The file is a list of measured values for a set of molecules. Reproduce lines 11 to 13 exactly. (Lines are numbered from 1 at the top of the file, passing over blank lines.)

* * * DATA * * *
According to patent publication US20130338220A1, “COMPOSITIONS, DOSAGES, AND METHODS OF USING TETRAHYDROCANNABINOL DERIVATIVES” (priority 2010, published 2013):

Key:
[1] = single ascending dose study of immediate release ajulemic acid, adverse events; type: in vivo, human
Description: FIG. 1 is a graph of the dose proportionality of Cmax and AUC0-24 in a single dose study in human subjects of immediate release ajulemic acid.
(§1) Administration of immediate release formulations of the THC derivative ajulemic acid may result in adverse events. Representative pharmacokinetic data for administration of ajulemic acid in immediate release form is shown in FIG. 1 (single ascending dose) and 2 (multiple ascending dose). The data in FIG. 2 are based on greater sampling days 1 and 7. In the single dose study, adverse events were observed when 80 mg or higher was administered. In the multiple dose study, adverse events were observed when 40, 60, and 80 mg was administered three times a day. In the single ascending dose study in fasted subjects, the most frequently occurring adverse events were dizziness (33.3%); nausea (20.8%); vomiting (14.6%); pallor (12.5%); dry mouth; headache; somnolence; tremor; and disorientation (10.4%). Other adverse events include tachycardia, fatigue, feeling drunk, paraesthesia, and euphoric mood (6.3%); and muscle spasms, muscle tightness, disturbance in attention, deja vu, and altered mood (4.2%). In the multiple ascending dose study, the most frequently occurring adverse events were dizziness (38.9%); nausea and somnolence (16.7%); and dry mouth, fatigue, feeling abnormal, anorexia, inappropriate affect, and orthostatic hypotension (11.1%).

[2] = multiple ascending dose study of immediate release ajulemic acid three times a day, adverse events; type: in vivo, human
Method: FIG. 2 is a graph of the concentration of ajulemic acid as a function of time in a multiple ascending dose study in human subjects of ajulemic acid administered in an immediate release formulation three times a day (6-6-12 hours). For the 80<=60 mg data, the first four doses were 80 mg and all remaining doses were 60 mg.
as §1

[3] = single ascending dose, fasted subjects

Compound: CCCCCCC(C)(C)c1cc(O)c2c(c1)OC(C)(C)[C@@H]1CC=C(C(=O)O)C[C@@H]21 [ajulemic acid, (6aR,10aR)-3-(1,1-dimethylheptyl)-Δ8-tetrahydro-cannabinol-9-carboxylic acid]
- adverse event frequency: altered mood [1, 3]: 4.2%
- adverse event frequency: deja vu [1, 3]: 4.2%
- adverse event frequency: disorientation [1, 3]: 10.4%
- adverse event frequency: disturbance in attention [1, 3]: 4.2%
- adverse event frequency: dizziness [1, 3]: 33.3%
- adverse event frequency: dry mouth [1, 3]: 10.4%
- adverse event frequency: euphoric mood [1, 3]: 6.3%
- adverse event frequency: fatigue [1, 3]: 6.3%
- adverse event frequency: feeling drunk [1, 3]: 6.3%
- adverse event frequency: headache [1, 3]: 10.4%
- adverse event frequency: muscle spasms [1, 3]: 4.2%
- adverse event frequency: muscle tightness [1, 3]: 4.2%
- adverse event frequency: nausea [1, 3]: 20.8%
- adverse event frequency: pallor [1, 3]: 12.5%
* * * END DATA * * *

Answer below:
- adverse event frequency: altered mood [1, 3]: 4.2%
- adverse event frequency: deja vu [1, 3]: 4.2%
- adverse event frequency: disorientation [1, 3]: 10.4%